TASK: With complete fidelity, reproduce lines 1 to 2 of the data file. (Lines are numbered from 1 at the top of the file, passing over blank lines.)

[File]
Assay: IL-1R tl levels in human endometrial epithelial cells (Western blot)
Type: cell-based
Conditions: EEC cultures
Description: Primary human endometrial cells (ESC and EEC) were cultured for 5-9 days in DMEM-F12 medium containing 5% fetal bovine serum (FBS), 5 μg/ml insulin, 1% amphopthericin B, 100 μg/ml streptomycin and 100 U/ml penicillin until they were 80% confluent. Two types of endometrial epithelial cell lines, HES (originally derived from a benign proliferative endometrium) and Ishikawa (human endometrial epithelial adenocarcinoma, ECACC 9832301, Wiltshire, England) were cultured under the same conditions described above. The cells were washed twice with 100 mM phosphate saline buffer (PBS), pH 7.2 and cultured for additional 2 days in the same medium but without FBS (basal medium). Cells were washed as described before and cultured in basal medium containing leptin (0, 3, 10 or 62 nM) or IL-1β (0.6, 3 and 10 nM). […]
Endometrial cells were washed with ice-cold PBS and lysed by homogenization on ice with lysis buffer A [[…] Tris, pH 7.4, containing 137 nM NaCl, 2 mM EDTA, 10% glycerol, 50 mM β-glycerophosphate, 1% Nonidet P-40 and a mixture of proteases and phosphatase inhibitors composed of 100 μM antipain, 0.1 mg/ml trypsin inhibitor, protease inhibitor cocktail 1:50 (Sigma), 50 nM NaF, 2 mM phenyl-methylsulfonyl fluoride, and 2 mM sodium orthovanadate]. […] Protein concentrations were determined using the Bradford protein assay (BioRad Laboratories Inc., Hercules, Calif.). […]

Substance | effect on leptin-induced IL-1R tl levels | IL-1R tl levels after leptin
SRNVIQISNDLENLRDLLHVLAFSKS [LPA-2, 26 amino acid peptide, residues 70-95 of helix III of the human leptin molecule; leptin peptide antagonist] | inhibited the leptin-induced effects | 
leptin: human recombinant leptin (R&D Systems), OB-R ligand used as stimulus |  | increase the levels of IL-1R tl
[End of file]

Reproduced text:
Assay: IL-1R tl levels in human endometrial epithelial cells (Western blot)
Type: cell-based